By 38 North
27 April 2012
Recent press reports on the impending North Korean nuclear test have been ambiguous. Some have quoted reliable sources that a test is imminent. Others have stated that there are no obvious signs that a test will happen soon. The most recent commercial satellite imagery available of the Punggye-ri Nuclear Test facility supports the contention that preparations are continuing and that the North Koreans are preceding as if the test go-ahead decision has already been made. The imagery does not, however, give any indication of when that detonation may take place.
Satellite pictures from April 18, 2012 are the latest in a series of photos that document continuing preparations for an upcoming nuclear test. A March 8, 2012 image shows that North Korea dumped spoil material—excavated from the test tunnel—and created two adjacent teardrop shaped mounds, together covering an area that is 300 square meters greater than observed in 2011 (indicating that the tunnel has been expanded since then) (see figure 1). Overall, some 8,000 cubic meters of rubble have been excavated at the site covering 4,000 square meters. The photo also reveals a dark-toned material situated adjacent to the tunnel entrance which may be stemming material intended to eventually seal the tunnel, but is more likely mud impeding work at the site.
Figure 1: Punggye-ri Nuclear Excavation (March 8, 2012)
The imagery, taken after a recent snowfall, shows significant activity: the road system around this remote base is entirely snow-free, indicating extensive vehicle traffic. The central courtyard of the operations base is also clear of snow and there are several signatures of generator activity. A rail line for mining carts (also visible in subsequent pictures) that has been used to bring out and dump excavation material, also known as “spoil,” is visible. Vehicles, structures and unidentified objects are on top of and around the spoil pile, perhaps to prepare the test device and diagnostic equipment in the test chamber. Once that is done, the mining carts can be used to deliver stemming material and spoil to seal the shaft during the final test preparation stage.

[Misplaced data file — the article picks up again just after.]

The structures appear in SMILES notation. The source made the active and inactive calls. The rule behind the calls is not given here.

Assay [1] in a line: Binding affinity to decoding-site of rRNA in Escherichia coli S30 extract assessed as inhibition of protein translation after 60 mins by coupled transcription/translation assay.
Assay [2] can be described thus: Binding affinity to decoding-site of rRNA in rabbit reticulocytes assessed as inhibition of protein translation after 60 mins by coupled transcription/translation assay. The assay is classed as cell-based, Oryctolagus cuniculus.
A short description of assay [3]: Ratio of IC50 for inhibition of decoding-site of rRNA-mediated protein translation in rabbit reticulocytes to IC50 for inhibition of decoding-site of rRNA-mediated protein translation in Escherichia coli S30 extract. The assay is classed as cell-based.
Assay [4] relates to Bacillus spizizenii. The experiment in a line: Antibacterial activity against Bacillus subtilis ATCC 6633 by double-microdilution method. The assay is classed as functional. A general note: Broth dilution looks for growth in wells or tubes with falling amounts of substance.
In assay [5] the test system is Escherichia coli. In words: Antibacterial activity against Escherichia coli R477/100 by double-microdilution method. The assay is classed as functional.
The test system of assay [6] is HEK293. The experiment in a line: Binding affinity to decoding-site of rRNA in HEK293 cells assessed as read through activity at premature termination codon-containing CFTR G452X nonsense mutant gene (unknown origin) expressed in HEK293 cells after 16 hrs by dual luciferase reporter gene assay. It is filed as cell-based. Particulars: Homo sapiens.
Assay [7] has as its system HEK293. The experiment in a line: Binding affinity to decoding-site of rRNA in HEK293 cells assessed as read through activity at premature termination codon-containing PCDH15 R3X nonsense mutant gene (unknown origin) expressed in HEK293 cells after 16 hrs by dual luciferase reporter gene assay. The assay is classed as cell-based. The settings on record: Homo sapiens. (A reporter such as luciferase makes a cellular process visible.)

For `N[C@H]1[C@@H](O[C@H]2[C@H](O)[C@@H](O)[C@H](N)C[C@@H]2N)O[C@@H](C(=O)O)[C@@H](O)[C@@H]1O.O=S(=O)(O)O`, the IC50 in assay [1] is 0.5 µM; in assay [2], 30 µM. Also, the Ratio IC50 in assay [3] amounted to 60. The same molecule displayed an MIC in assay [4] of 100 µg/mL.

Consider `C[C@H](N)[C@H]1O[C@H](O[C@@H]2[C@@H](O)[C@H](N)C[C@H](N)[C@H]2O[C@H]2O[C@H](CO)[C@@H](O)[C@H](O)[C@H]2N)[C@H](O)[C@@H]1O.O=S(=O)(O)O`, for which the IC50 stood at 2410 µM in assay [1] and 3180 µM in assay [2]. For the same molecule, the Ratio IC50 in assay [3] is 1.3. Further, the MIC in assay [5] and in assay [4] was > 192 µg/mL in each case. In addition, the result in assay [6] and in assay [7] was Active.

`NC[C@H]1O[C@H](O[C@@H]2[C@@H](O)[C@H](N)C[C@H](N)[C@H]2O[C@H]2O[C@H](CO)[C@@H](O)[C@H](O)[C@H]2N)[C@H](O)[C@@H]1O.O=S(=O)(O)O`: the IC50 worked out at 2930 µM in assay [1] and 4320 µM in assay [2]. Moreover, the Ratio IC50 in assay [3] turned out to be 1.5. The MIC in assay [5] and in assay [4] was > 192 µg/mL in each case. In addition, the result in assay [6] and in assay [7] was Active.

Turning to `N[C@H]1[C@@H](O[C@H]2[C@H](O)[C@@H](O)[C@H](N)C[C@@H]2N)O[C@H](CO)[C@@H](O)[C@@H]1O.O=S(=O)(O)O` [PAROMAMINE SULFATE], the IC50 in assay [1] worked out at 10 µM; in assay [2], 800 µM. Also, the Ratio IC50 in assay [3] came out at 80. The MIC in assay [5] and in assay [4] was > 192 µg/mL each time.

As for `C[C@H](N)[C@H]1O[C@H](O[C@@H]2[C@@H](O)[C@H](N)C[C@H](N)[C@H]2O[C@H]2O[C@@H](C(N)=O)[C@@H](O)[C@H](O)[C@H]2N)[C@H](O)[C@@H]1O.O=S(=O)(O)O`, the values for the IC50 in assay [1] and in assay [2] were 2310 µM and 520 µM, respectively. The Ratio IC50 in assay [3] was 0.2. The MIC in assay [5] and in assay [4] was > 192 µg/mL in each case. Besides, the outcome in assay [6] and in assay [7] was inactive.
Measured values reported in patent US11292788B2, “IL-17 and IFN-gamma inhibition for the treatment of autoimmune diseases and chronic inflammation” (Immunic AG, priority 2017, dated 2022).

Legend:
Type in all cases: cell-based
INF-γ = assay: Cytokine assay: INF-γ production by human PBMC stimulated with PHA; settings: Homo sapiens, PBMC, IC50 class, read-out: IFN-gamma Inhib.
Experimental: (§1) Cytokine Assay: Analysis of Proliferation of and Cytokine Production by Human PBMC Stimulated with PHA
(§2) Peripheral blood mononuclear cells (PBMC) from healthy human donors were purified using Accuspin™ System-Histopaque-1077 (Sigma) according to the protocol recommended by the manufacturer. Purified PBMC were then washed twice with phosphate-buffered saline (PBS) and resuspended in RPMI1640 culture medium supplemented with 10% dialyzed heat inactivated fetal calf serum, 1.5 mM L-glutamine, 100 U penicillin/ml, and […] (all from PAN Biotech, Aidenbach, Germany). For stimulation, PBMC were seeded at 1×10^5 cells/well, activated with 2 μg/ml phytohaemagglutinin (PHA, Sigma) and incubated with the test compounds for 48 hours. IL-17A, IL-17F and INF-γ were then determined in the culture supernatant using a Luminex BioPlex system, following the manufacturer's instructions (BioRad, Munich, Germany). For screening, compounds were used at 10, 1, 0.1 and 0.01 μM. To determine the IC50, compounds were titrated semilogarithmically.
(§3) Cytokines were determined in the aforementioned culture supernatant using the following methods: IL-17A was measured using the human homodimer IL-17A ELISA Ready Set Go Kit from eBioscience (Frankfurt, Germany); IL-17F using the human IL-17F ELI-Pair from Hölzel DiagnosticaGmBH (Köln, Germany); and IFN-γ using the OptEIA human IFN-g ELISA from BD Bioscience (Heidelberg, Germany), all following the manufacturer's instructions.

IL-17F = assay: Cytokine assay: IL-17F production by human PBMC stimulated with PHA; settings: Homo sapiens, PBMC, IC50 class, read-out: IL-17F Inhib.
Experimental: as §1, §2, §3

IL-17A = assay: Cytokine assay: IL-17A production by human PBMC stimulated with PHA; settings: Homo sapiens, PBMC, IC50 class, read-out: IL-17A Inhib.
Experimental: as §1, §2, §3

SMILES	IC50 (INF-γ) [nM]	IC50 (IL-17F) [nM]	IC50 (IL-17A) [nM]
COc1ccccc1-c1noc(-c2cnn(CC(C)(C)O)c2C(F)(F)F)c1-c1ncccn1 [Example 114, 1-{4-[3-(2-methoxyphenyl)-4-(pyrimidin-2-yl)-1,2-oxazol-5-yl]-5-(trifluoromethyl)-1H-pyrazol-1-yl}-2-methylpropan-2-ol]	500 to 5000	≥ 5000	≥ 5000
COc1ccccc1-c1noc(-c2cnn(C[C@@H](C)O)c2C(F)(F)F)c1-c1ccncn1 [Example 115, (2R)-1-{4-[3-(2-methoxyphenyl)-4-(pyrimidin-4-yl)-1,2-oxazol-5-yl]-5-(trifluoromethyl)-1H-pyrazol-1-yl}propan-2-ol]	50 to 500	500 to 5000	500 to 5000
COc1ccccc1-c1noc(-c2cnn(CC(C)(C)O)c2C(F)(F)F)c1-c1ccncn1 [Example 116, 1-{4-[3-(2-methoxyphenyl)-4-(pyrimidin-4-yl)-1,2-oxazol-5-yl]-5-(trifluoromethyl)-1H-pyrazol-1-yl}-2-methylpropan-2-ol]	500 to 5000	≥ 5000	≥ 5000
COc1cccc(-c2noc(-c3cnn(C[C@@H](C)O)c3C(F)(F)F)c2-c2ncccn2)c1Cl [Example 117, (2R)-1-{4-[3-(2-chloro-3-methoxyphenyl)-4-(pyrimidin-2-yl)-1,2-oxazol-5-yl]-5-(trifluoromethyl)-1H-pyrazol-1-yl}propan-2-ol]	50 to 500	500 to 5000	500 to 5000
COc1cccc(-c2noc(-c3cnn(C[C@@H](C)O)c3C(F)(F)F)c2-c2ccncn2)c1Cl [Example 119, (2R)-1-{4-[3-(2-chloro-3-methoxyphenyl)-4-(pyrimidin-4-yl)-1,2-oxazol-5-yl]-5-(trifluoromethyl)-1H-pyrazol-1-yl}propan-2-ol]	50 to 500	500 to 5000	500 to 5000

A satellite photo from March 27, 2012 shows that there is new vehicle tracking on the spoil pile from the road to the tunnel portal and small pieces of unidentified equipment were also newly placed on top of that pile (see figure 2). It is unclear at this time what this new activity specifically represents with respect to nuclear test preparations.
Figure 2: Punggye-ri Nuclear Excavation (March 27, 2012)
The latest imagery, taken April 18, 2012, documents continuing preparations for an upcoming nuclear test and shows a train of mining carts on top of the spoil pile and random unidentified structures or objects on or near the piles (see figure 3). Based on an examination of previous satellite photos, their position and number appear to vary on a day-to-day basis, indicating the continued movement of vehicles, structures and other objects on or near the spoil piles at the mouth of the test tunnel. According to one press report on April 21, the North had completed the removal of the large spoil pile near the test site, probably to seal the tunnel for the explosion. However, this imagery shows the size of the pile largely unchanged. Whether the test device has been emplaced in the chamber and stemming with other material has been completed, remains unclear.
Figure 3: Most recent satellite picture of Punggye-ri Nuclear Test Facility (April 18, 2012)
The April 18 photo illustrates a drainage ditch that passes water flow from a gully around the spoil pile that blocked the original path. Without such a ditch, the entrance would be muddy, making it more difficult to work in the area. The following 3D ground level rendering of the site highlights the steepness of the terrain and the need for such a ditch.
Figure 4: 3D Model of Punggye-ri Nuclear Test Facility
Figure 5: Successive March – April 2012 imagery shows increasing activity around spoil pile.
This article is a “38 North” exclusive with contributions by Jack Liu and Allison Puccioni.